EasyJet founder Stelios to launch new airline

What to do with a £72m windfall? If you're Stelios Haji-Ioannou the answer is start a new airline.

by Andrew Saunders
Last Updated: 25 Jun 2012

The larger than life EasyEverything entrepreneur has told bosses at EasyJet that he is planning to launch a rival outfit called FastJet. Not the way that said bosses would have chosen to start the week, we’d hazard a guess – especially when  that new rival is your own founder and largest single shareholder, and you have just authorised a special dividend which will mean him pocketing a cool £72m. That’s a handy chunk of seed capital by anyone’s reckoning.
Stelios, who introduced low-cost travel to the UK masses when EasyJet got off the ground in 1995 – has of course been engaged in a series of high-profile spats with the management of the firm for some years now. We can’t help feeling that he wishes he was still in the pilot’s seat, so to speak. He has had two basic beefs – firstly, that the firm is planning to buy new planes from Airbus at a time when Stelios thinks it should be cutting capacity and reducing costs. And, secondly, the not unrelated point that it has not been returning enough value to its shareholders (of which he is of course the largest).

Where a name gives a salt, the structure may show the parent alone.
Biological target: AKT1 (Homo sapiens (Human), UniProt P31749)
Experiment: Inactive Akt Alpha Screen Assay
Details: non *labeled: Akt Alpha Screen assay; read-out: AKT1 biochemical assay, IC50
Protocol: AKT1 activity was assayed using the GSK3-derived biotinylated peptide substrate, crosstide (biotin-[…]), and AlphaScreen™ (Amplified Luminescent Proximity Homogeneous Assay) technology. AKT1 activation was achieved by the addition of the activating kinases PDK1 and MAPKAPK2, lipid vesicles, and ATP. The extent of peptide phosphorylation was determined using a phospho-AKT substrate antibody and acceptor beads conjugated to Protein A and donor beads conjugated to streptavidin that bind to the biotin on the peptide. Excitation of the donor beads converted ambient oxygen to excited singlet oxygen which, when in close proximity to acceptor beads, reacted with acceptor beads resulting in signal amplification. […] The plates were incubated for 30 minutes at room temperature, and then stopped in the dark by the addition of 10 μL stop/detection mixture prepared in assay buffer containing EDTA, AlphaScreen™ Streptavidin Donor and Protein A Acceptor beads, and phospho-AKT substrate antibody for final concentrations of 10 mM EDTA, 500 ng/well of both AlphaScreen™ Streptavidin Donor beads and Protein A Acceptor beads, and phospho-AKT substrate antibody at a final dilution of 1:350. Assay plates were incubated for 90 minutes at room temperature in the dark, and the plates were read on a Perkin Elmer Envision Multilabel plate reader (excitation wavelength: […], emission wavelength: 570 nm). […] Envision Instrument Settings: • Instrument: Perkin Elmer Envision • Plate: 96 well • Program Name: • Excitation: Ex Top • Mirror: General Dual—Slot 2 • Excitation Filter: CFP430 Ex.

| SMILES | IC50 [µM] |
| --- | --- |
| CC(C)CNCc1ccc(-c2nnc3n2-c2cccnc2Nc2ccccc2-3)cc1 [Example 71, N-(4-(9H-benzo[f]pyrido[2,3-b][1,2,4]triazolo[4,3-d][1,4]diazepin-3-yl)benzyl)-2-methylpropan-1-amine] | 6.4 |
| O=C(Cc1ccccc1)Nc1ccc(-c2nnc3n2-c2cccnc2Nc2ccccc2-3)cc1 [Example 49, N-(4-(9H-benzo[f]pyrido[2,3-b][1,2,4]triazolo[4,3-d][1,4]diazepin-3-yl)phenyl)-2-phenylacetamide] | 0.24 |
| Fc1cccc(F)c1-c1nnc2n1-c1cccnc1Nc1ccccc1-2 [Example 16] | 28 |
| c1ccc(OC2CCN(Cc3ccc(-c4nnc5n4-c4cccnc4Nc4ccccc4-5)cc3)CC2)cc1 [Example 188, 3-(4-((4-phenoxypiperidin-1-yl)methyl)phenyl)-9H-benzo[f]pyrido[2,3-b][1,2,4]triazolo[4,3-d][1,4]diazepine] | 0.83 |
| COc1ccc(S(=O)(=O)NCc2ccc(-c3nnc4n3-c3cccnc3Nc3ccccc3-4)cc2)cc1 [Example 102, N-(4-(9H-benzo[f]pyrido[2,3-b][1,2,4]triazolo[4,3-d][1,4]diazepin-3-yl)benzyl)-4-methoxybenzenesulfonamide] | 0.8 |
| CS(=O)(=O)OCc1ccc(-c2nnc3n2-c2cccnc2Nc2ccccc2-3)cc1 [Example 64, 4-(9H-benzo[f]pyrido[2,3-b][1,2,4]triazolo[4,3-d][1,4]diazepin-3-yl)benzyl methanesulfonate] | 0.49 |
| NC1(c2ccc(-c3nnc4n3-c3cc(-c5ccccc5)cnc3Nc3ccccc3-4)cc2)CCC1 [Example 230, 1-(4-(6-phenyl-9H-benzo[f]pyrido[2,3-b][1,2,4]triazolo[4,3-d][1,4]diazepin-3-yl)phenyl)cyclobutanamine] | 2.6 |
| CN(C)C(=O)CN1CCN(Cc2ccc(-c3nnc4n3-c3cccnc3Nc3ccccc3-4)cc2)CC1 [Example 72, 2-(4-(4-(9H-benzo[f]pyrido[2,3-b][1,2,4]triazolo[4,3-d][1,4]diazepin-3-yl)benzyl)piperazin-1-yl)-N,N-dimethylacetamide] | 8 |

After a long and highly public argument over the former, only last week EasyJet threw in the towel and declared that it would pay a special dividend of £192m – £72m of which will go to Stelios, owner of 38% of the firm. What a coincidence that the news of his impending start-up FastJet should follow only a few short days later – although of course it must have been on the drawing board for months. So far, the only indication of the form that FastJet might take is a website holding page bearing the message ‘Fastjet.com by Stelios. Coming soon!’ The text is white out of a bright red background, so no prizes for guessing the aircraft’s intended livery…

In response, EasyJet’s management has stated that it will ‘take necessary action to protect the rights of easyJet and the interests of its shareholders’ should any potential infringement of its contractual rights emerge. And who can blame them? The most sanguine of directors could be forgiven a degree of consternation in what are pretty exceptional circumstances.

Of course the whole thing could turn out to be an elaborate ruse, just another stage in Stelios’s campaign to get EasyJet heading in his preferred strategic direction. But given his track record, we wouldn’t like to bank on it.  

Find this article useful?

Get more great articles like this in your inbox every lunchtime